You might have read the guest post by Jason Adriaan over the Anon’s “childish” cybercrimes against major websites which they believe are against the freedom of information. I just thought I would give my opinion as well. Here is the statement from Anonomous:
“œWhile we don‘t have much of an affiliation with WikiLeaks, we fight for the same: we want transparency (in our case in copyright) and we counter censorship. The attempts to silence WikiLeaks are long strides closer to a world where we can not say what we think and not express how we feel. We can not let this happen, that is why we will find out who is attacking WikiLeaks and with that find out who tries to control our world. What we are going to do when we found them? Except for the usual DDoSing, word will be spread that whoever tries to silence or discourage WikiLeaks, favors world domination rather than freedom and democracy.“
I reckon they are pretty upfront about their reasons. Clearly these Denial of Service attacks are about making a statement – and not about giving “wedgies” to sites. We should not forget that Wikileaks itself was attacked using DDoS methods before finally being taken down by Amazon and EveryDNS. The initial wikileaks hacker (called “th3j35t3r”) explained his attacks on Wikileaks by stating that they are “attempting to endanger the lives of our troops, “˜other assets‘ & foreign relations”.
The main targets of the attacks: Mastercard, Visa and Paypal are essentially the backbone of electronic payments, and anything that can take them down is clearly not a force to be taken lightly. Same goes for PostFinance, who shut down Julian Assange’s defense fund, which have also been taken down. Yes, they are sites that will probably be up and running soon enough as if nothing happened, but remember these are sites that drum up a lot of business from their public facing sites which account to millions, but most off all, their reputation is their biggest asset.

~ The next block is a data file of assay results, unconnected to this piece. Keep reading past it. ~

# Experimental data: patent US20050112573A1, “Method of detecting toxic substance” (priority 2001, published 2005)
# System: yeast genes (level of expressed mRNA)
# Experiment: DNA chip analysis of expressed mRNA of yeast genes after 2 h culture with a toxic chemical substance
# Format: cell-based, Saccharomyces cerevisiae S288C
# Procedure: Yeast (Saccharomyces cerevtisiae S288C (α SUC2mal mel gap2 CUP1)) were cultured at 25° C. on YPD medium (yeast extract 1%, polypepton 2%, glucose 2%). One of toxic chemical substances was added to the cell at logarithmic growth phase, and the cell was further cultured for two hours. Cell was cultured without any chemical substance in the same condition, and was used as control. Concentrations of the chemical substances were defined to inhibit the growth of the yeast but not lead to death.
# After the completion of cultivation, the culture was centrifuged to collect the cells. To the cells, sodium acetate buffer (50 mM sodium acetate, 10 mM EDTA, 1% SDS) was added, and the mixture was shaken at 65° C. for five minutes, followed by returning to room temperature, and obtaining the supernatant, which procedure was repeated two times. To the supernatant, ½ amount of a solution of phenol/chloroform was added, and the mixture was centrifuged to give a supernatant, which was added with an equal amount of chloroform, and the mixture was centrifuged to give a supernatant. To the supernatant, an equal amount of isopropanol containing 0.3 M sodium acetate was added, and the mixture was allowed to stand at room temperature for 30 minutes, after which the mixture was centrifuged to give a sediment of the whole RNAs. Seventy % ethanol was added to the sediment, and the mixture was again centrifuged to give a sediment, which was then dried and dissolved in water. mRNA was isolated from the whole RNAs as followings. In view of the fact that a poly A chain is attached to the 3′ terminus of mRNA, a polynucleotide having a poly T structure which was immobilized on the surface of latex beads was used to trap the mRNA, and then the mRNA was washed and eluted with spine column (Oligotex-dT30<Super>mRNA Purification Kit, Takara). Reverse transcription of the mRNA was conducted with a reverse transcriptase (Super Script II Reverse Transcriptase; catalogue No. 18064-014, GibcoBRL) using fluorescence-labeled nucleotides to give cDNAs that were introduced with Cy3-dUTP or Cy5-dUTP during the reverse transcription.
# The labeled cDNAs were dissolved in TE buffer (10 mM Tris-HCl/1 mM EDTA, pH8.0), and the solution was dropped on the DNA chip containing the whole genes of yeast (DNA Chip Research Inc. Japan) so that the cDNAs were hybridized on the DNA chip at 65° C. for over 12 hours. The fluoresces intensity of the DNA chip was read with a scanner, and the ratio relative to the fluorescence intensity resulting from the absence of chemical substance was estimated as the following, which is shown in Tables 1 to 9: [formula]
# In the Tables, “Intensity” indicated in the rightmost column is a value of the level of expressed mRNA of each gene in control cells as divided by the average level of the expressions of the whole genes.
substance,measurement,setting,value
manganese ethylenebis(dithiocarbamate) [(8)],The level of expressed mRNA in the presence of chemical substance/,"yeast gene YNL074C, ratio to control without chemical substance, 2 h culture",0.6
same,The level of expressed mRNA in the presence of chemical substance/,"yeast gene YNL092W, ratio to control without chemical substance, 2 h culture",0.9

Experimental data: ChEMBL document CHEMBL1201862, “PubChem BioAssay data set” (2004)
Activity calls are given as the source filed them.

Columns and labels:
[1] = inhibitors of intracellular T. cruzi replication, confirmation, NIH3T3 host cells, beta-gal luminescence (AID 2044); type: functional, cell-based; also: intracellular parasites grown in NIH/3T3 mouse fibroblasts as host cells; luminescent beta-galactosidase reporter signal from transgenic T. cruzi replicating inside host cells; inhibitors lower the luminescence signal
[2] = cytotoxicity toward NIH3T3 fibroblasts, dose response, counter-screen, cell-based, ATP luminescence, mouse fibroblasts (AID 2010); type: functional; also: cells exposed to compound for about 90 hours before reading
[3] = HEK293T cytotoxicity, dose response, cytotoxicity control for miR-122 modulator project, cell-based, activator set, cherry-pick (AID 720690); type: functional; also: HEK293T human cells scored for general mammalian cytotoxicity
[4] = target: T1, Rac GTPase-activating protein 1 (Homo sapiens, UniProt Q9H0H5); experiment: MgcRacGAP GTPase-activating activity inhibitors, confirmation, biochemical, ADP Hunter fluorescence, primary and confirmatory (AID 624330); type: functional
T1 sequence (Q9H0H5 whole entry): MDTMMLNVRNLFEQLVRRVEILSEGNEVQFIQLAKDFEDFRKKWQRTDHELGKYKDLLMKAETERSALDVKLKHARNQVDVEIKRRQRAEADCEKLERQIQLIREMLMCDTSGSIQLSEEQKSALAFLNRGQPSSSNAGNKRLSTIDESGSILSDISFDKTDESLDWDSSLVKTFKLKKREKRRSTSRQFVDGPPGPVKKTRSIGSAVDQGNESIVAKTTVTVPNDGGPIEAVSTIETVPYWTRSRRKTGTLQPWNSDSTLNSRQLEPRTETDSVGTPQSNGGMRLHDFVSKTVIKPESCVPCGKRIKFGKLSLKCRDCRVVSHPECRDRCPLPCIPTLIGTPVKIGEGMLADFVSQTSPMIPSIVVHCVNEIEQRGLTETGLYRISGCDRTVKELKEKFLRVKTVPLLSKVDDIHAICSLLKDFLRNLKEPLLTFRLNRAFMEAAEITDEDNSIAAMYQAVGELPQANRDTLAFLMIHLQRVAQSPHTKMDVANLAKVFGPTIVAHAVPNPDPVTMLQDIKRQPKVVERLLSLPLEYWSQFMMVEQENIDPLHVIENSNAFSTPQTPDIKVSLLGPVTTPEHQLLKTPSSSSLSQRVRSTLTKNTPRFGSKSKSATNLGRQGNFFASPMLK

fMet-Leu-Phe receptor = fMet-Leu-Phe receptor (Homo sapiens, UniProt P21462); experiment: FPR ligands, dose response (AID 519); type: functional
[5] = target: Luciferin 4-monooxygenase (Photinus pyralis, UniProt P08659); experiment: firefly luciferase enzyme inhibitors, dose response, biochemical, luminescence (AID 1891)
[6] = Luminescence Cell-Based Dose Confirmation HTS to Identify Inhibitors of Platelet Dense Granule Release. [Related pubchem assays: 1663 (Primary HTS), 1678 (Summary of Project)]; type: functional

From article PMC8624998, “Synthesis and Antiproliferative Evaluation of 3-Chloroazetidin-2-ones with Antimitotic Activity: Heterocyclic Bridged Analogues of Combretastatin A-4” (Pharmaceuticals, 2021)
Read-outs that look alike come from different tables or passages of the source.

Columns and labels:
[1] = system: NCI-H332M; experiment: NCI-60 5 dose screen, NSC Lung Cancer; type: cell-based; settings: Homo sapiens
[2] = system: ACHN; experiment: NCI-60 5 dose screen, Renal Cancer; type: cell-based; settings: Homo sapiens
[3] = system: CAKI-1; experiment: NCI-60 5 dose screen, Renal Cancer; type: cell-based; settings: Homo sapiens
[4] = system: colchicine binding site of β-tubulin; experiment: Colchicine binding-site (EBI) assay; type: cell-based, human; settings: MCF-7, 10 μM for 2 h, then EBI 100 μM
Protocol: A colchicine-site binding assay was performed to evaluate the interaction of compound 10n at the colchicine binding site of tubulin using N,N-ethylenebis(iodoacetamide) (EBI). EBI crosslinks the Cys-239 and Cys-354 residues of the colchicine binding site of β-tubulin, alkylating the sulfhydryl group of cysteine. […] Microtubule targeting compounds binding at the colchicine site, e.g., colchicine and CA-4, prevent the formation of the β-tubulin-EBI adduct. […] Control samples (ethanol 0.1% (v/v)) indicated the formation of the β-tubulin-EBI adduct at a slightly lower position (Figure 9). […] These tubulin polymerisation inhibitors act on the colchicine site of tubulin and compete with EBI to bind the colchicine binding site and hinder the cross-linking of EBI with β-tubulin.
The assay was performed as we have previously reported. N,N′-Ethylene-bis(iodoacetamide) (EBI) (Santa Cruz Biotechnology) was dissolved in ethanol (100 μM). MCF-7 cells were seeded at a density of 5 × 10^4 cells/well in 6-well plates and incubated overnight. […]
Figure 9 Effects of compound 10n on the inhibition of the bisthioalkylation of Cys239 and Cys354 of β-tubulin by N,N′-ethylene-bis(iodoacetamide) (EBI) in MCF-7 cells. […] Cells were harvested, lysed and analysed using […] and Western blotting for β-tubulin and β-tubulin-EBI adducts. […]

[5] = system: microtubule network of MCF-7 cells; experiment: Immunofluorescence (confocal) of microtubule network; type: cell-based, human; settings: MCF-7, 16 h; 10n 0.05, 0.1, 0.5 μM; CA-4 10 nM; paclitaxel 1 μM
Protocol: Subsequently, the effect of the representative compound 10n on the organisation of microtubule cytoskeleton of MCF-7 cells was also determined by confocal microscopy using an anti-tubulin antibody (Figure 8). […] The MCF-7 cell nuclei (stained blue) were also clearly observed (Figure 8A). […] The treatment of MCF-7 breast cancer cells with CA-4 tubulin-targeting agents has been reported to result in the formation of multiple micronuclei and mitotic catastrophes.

So while Mastercard and VISA transactions might be ongoing, public perception is key. The typical person who sees this might ask “Can I trust my money with some company that can be attacked by some hackers?” (excuse the ignorance in that statement, but this is the way uninformed people might interpret this). Never mind the legality of DDoS, this is a modern form of strike or boycotting. Even though the common man cannot take down Mastercard / VISA transactions, at least we can make them (and their customers) take note, and potentially hamper their business.
Also, I just thought I would also just tell you how DDoS are orchestrated, and why the apparently low number of “600 people” is irrelevant. These attackers sign up to Low Orbit Ion Canon (LOIC) which are installed on their machines. All of these machines form a hivemind which coordinates TCP, UDP packets and HTTP requests. The Hive Mind is controlled by an IRC channel operator, forming a voluntary botnet. So while 600 people might not sound a lot, LOIC was designed to stress test (and potentially kill) networks and services from a single client using hundreds of pings every minute. Now if LOIC is used in group, and is orchestrated properly, it is indeed a very powerful form of attack. Oh and by the way, that number has now increased to more than a 1000, growing continually…
At present, Anon is attacking the following sites:
Mastercard, VISA, Postfinance, Paypal blog and Paypal main site, http://aklagare.se (Swedish prosecutors), EveryDNS, Senator Lieberman’s site (the first government site targeted by Operation Avenge Assange), Sarah Palin’s site (she said Assange should be hunted like a terrorist), PandaLabs (ran a DDoS report page),
These attacks are orchestrated through the anonops.net website, which is also being targeted by anti-wikileaks supporters.
While I am not choosing sides in this whole Wikileaks story, I really think these DDoS attacks are not simply fooling around. If the internet is becoming the modern playfield for actvism, we have something very dangerous on our hands. Dont underestimate these “teenage guys”. This is not kiddie stuff – they are holding a lot of power.